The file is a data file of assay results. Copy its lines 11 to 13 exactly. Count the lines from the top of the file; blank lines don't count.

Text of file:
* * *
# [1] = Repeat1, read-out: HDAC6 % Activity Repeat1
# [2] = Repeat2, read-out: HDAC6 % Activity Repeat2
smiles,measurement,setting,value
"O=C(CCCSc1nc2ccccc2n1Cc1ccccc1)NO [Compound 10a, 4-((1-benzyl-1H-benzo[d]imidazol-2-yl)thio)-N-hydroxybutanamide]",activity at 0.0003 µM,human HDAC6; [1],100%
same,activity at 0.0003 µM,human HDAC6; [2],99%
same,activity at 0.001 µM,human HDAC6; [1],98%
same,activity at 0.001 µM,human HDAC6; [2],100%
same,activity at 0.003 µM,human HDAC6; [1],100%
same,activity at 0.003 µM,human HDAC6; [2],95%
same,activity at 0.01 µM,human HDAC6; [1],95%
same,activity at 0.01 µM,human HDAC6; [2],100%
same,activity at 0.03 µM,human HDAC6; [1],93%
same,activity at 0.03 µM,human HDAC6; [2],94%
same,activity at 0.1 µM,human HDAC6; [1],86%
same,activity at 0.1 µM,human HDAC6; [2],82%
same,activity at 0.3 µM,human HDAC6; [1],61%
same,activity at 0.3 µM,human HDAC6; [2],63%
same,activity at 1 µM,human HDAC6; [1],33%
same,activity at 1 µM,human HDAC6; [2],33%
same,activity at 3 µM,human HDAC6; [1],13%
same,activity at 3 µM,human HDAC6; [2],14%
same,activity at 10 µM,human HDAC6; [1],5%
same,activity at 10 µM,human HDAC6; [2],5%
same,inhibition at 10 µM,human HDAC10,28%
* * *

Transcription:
same,activity at 0.01 µM,human HDAC6; [2],100%
same,activity at 0.03 µM,human HDAC6; [1],93%
same,activity at 0.03 µM,human HDAC6; [2],94%